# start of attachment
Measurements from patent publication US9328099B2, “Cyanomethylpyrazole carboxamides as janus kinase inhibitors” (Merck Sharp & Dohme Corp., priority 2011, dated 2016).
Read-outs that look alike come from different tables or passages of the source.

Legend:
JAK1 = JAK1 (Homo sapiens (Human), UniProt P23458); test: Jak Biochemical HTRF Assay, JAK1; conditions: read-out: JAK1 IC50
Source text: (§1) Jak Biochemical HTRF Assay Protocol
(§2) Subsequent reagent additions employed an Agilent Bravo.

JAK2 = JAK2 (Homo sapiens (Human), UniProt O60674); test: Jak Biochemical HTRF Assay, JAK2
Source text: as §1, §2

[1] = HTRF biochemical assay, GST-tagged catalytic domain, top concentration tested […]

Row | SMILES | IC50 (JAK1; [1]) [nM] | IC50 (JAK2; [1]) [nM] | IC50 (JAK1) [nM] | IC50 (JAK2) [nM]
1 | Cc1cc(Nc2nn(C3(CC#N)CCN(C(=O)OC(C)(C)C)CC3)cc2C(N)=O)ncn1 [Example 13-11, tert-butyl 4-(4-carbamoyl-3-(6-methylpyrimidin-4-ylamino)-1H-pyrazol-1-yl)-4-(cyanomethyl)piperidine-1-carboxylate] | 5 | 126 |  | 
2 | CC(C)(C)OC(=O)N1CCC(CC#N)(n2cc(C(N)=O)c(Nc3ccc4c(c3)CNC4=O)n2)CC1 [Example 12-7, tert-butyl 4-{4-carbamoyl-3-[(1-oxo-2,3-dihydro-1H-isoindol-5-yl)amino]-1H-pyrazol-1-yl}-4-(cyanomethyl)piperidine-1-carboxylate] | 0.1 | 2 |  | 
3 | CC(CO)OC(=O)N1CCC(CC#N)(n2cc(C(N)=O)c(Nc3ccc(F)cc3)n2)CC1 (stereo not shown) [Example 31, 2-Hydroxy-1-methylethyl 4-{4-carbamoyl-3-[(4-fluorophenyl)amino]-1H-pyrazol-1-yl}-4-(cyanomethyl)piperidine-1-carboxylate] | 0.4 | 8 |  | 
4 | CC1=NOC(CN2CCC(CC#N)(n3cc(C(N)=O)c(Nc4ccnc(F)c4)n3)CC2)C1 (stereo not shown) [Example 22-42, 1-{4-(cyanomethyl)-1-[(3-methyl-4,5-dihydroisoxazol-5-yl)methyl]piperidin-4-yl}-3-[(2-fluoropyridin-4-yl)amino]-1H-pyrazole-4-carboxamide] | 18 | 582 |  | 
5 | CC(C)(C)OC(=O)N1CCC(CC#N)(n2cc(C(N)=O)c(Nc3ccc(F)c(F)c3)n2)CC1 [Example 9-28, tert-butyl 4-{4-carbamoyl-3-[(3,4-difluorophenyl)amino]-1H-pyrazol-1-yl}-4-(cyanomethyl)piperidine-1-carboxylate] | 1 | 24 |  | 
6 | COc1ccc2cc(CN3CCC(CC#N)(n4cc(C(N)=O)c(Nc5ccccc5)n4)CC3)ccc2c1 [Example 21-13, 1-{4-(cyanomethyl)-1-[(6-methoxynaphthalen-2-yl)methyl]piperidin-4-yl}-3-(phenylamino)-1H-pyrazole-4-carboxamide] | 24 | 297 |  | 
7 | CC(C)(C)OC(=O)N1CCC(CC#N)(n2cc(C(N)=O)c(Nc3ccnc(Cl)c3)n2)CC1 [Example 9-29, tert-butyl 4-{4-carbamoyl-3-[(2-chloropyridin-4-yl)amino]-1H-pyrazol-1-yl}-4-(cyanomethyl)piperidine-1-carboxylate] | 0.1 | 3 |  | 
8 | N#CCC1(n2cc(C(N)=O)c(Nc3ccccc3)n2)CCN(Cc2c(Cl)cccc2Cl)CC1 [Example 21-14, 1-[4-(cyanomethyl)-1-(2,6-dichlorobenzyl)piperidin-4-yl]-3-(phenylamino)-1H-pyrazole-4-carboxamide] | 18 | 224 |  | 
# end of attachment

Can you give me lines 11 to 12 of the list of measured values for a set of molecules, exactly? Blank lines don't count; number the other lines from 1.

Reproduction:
1 | Cc1cc(Nc2nn(C3(CC#N)CCN(C(=O)OC(C)(C)C)CC3)cc2C(N)=O)ncn1 [Example 13-11, tert-butyl 4-(4-carbamoyl-3-(6-methylpyrimidin-4-ylamino)-1H-pyrazol-1-yl)-4-(cyanomethyl)piperidine-1-carboxylate] | 5 | 126 |  | 
2 | CC(C)(C)OC(=O)N1CCC(CC#N)(n2cc(C(N)=O)c(Nc3ccc4c(c3)CNC4=O)n2)CC1 [Example 12-7, tert-butyl 4-{4-carbamoyl-3-[(1-oxo-2,3-dihydro-1H-isoindol-5-yl)amino]-1H-pyrazol-1-yl}-4-(cyanomethyl)piperidine-1-carboxylate] | 0.1 | 2 |  | 